Today’s telescopes can see better and farther than ever, but they have become expensive: NASA’s Kepler spacecraft, which discovered planets orbiting far-away stars, and the Large Synoptic Survey Telescope nearing completion in Chile, for example, each cost about half a billion dollars.
Researchers at Lockheed Martin have a radical proposal: Build the observatory without the telescope—sort of. The idea, called Segmented Planar Imaging Detector for Electro-optical Reconnaissance, or SPIDER, begins with large arrays of silicon chips called photonic integrated circuits (PICs). Each chip in SPIDER takes a wide-open image, like a mirror with no focusing point. Then a computer combines the images, gradually eliminating the blurring, in a method called interferometry. By the time thousands of PICs are combined, the image should be as sharp as one produced by a large—and expensive—telescope mirror.
“The biggest advantage of using PICs in place of traditional telescope focusing is the shrinkage in size,” says Qing Gu, a photonics researcher at the University of Texas at Dallas. The telescope’s length, once determining its magnifying power, can now be shortened to the size of a flat detector with PICs sitting side by side. “The 3D problem becomes a 2D problem,” says Gu.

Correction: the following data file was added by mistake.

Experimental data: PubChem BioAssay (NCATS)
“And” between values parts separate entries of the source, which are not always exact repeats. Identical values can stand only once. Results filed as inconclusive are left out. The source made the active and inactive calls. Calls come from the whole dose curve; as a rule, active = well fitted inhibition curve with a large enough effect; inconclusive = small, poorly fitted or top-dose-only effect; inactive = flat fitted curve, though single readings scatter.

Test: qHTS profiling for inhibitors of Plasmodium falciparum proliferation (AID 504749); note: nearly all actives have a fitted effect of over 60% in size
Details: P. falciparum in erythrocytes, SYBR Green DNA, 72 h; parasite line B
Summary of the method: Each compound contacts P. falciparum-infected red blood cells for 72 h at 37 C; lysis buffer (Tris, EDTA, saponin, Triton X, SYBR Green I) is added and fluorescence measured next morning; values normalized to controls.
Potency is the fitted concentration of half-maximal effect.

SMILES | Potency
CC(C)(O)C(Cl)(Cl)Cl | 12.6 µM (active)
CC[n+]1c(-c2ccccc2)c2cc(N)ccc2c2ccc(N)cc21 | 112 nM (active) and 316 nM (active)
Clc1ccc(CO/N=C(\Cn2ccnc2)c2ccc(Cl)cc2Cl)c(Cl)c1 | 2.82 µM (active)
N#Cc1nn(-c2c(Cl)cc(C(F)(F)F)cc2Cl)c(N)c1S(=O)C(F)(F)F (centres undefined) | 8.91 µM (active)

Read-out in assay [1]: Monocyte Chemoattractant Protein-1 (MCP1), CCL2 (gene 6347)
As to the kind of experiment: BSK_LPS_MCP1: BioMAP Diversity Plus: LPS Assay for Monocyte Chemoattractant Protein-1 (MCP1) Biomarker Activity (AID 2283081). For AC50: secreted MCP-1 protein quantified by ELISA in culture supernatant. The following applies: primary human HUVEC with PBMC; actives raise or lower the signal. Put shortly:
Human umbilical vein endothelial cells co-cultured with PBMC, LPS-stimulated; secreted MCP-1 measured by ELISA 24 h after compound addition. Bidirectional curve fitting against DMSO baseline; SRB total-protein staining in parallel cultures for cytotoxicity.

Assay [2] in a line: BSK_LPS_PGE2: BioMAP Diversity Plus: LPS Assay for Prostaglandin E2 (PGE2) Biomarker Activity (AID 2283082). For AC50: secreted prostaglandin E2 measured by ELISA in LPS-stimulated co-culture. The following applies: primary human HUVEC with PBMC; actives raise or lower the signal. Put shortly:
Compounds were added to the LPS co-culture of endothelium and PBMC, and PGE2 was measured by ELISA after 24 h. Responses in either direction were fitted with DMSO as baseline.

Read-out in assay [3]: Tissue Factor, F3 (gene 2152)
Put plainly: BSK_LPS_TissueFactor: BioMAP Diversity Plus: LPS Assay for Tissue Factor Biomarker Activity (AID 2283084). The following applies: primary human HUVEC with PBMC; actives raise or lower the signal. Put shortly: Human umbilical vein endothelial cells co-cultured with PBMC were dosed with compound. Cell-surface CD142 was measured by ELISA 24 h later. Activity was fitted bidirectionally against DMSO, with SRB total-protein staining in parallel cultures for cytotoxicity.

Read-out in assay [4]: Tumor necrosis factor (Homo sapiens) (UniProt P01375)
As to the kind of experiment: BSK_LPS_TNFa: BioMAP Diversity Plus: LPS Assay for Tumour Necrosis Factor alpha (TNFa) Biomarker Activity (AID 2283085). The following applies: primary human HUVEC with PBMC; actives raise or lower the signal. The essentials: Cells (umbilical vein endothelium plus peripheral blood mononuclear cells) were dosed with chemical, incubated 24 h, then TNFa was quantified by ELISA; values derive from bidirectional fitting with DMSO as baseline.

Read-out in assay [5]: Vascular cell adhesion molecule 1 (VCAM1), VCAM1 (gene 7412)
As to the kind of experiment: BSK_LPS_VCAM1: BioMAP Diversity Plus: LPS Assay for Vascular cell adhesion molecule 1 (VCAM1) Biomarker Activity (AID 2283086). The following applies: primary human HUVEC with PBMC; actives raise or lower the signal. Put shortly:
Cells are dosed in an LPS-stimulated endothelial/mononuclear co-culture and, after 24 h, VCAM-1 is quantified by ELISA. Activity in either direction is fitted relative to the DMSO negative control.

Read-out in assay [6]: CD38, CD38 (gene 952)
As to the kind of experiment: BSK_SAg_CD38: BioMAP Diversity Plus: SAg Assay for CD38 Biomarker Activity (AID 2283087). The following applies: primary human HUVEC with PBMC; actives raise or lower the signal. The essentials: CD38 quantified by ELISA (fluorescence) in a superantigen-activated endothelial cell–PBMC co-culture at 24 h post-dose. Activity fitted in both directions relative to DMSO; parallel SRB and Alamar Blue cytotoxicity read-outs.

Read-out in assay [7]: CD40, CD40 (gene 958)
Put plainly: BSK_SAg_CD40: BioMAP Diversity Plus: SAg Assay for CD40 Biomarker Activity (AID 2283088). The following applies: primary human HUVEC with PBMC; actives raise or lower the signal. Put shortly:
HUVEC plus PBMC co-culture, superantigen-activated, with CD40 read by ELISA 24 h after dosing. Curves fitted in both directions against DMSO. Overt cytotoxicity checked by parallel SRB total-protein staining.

The first SPIDER, with 30 PICs, isn’t yet a substitute for professional telescopes, and it will be some years before one is; Lockheed is calling it “generation-after-next” technology. Gu (who is not involved with SPIDER) notes that PICs currently respond, for example, only to a small range of light wavelengths (a single color), while classical telescopes can process a much wider range.
By eliminating mirrors and the structure needed to support them, SPIDER could reduce a telescope’s mass by up to 90 percent—a major benefit if it’s being launched into space. With SPIDER, future space telescopes could see farther, while costing much less.